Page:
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I got a request from the man upstairs to setup Jenkins for Pretested commit (through a build at Jenkins, if all unit tests and other pass then commit it and build a dist). We're using svn here.

Is anyone clear about how this can be done with Jenkins? I am finding next to no information on it.

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3 Answers 3

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Sorry to say that, but that's just not the way you use revision control software. You have full history on the server no matter what you do on the client. You can revert any change, including deletion of everything. Committing only fully tested, battle proven code to revision control gives you absolutely no benefits of using revision control in the first place.

What you could do is this: mark one branch as stable (this should be either /trunk or /braches/current-stable, I'd suggest the latter), let developers commit everywhere else. Setup Jenkins to do testing on /trunk and merge commits from trunk to current-stable only when they pass build tests.

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I am resolved to agree with you. I was thinking of an svn hook but then it starts to get hairy. Thanks. –  Slamice Jan 28 '12 at 3:42
    
This is a nice setup, but in essence, what's the difference if you build continuously ? The broken branch can't build since the last known good build, and the "stable" branch can build, yet it has no new code changes since the same revision anyway. Where it's worth the effort, maybe, would be if you have multiple dev branches from different teams, and you can use Jenkins to automatically merge up (pull) from these branches when they are good, and immediately merge down (push) to the other branches so they stay current. But this remains brittle. –  Patrice M. Sep 9 at 19:51
    
DVCS (Git, Hg, ...) is probably the better way if you can get there, and then the tooling support for Jenkins(+Gerrit) is therefore the most part. (See @matthias answer below) –  Patrice M. Sep 9 at 19:52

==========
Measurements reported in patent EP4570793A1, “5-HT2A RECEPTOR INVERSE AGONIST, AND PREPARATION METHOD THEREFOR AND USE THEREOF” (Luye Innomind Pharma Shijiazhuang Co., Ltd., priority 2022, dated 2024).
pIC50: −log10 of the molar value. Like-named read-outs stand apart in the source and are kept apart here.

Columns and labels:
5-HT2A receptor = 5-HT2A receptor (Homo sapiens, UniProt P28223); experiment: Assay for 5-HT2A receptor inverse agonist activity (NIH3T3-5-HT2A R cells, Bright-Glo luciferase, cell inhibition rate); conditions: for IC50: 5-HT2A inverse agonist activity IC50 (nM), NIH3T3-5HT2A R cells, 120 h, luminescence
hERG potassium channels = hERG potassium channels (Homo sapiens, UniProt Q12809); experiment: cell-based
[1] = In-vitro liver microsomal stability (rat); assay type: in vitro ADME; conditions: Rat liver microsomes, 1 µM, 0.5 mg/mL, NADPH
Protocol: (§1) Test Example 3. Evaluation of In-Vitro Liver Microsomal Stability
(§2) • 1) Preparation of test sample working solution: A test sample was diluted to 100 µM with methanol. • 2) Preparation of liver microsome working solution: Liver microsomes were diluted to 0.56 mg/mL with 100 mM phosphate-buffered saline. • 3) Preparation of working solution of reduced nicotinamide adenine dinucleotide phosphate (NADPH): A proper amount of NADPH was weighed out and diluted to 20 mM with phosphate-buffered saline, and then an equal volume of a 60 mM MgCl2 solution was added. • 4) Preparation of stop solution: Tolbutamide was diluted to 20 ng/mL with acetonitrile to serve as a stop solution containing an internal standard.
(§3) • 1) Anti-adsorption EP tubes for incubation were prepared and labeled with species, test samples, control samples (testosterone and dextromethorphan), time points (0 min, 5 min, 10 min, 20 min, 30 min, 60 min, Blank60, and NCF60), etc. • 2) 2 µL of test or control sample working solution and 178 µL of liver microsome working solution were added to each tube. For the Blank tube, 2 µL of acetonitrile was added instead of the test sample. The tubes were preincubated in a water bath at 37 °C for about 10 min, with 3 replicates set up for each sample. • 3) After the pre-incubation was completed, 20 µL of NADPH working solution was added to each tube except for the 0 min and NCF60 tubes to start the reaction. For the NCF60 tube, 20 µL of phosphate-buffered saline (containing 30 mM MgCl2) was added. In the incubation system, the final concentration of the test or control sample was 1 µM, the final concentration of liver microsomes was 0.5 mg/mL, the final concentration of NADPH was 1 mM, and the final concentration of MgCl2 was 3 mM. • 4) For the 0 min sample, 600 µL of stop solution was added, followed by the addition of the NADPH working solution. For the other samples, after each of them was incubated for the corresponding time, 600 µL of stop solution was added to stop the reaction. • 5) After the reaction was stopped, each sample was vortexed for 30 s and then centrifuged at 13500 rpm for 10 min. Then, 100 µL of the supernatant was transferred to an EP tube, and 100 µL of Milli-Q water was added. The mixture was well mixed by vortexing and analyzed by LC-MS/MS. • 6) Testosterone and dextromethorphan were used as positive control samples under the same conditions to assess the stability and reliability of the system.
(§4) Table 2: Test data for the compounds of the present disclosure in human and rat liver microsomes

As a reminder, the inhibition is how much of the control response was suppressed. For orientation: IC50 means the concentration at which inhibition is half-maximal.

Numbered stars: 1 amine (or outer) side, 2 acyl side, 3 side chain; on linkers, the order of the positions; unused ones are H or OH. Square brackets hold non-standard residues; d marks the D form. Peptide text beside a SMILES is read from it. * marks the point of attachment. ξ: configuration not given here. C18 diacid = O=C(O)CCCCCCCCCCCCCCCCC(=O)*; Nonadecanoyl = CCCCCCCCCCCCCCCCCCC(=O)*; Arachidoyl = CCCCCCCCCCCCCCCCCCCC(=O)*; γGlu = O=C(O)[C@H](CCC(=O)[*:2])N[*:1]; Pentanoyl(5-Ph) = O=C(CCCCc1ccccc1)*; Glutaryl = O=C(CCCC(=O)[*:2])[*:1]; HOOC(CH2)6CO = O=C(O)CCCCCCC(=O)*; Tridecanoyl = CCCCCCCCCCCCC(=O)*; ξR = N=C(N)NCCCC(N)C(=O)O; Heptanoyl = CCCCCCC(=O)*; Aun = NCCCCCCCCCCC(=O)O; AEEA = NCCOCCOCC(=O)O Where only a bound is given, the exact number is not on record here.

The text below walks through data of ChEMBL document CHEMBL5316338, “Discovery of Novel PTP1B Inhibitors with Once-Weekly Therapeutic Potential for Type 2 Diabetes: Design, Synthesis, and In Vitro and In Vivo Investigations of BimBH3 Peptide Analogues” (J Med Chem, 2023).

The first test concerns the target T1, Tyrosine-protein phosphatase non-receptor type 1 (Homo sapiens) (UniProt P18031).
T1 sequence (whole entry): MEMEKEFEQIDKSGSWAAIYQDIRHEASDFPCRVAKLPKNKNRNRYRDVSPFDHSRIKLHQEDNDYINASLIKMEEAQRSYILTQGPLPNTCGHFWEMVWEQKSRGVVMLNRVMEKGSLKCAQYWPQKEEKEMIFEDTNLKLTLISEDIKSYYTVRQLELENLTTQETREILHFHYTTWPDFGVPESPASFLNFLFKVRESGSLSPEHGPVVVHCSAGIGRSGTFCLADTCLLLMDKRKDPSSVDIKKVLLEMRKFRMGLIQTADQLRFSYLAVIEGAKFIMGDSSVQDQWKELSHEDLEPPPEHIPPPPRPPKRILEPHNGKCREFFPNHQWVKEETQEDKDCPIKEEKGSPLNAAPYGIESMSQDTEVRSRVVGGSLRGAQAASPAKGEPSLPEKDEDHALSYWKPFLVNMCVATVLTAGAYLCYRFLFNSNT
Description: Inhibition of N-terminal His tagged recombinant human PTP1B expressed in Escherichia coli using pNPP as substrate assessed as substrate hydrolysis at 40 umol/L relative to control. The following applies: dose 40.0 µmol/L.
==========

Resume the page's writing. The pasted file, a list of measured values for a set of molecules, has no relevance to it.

Completely disagree. This is a fantastic feature of CI servers like TeamCity, and honestly I've never met anyone who has used it and not come to appreciate it. Just because you can rollback a commit, doesn't mean there isn't a cost to making failed commits. Build failures are disruptive, particularly when you have many people working on the same code base. Pre-tested commits can help avoid a class of build failures that includes missing a file in a changelist, e.g. Doing so does not invalidate anything about revision control. –  Mark Peters Sep 10 at 3:31
    
@MarkPeters: And how does that make the commits to not be in revision control? The point is to have all the commits in revision control. Making sure that only good commits that build and pass basic testing land in master or trunk is a Good Idea™, pushing to central repository only such commits is not. –  Hubert Kario Sep 15 at 16:57

I assume that the "man upstairs" is aiming at a master branch/trunk that is always in a releasable state, hence the requirement of pretesting. This is inherently difficult with a centralized revision control system like Subversion and will most probably involve some sort of automatic branch-juggling & merging.

I personally use git in conjunction with Gerrit (http://code.google.com/p/gerrit/), a code-review tool together with Jenkins. Developers pull from a master branch but push to a "staging git repo" hosted by Gerrit. Gerrit in turn reacts by triggering a jenkins build job for the change. If all tests pass, Gerrit accepts the change and merges it into the master branch.

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You could also use the Svn Revert Plugin in Jenkins.

Using that it would revert commits that turns the build unstable which removes the need of a "Pretested commit".

(I am the author of the plugin).

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